It's this spending power that has led Groupon, arguably the largest of the group-buying sites, to rake in nearly $1.35 billion since it went live a year and a half ago. Women have played a huge role in creating what is predicted to be the fastest growing company in history.
The near-overnight popularity of group-buying sites proves marketers and entrepreneurs are paying attention to what women want by catering to their tastes, habits and pocketbooks, all practically in real-time. Women are drawn to instant communication and strive for direct, personal contact online, spending nearly five hours per month on social networking sites like Facebook and Twitter.
A handful of merchants have grabbed hold of this need for socialization by tackling one common shortcoming of online buying: In general, it's done alone. Women typically don't visit the mall without a handful of close friends to compare and critique every cut of cloth. A propensity for Internet Messaging and Tweeting shows the gals don't want to be alone online, either. What sensible shopper would, given most are three times as likely to trust a friend over an expert?
Enter "collaborative shopping," an online movement adopted last year by several merchants that brings your Internet shopping experience one step closer to a digital fitting room, complete with all the oohs, aahs, and blahs.
The concept for one application, ShopTogether, is simple: Visit a participating store's site, click on the bottom ShopTogether bar, and invite friends from your e-mail or various social media contacts. From there, you can shop together and "try on" various items by sharing them with your fellow fashionistas. Also included is a chat bar for real-time banter and closet feature to save your favorite items for later. Famous for marching to their own beat, Zappos has an independent version of this chat/closet feature.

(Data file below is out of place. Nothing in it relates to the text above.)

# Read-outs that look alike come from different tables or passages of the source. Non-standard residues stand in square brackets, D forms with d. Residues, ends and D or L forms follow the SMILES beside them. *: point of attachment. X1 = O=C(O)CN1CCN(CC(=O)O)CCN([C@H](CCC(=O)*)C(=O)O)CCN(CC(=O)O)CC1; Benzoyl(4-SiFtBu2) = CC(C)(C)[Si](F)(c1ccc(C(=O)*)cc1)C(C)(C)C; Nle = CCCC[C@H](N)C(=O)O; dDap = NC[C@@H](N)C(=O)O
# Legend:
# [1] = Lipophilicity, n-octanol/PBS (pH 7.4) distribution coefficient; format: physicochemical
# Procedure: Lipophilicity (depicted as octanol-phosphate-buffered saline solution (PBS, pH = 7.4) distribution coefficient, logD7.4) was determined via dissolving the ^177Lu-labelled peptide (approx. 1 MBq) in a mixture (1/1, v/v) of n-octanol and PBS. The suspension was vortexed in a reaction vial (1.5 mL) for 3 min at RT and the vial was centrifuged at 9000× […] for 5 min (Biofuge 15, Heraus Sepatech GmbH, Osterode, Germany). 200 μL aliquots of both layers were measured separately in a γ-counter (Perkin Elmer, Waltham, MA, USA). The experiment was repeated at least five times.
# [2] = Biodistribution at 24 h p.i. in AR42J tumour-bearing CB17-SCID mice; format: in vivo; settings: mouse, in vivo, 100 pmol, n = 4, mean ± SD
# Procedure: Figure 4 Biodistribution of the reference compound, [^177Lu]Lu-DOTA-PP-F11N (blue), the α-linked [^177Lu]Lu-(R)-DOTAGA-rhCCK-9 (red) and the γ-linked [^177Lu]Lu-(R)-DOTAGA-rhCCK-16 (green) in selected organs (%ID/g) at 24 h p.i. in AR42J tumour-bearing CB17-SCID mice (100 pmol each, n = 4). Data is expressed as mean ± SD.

As it stands, the ShopTogether app is only used by apparel stores. Some, however, have gone gung-ho with incentives. Exclusive coupons are available regularly for friends who shop and buy together. The most recent was for a sweet 25 percent off any order, no minimum purchase required. It pays to bring your buds.
In a slightly different vein, others are tapping into women's hardwired need for efficiency, convenience and affordability by collapsing several carts from multiple stores into one hassle-free bundle. The most well-know is the Gap family of stores -- Gap, Old Navy, Banana Republic, Piperlime and Athleta -- that helped pioneer the process.
Although only in it's infancy, this era of collaboration allows for all sorts of new-fangled ways to save. Example: Every order, no matter what the size, ships for a $7 dollar flat rate in one or several boxes. Occasionally, adding even one item from a certain store will garner free shipping on an entire order.
It's too early to tell if any of these tactics will lead online shopping to overtake in-person retail, but the trend has grown steadily on it's own for the past 10 years. Anything that further connects people in cyberspace can only be a good thing.
To the already Internet savvy, pat yourselves on the back for getting the ball rolling. To all other ladies, log on, chat it up and shop till you drop a connection. It's your world wide web.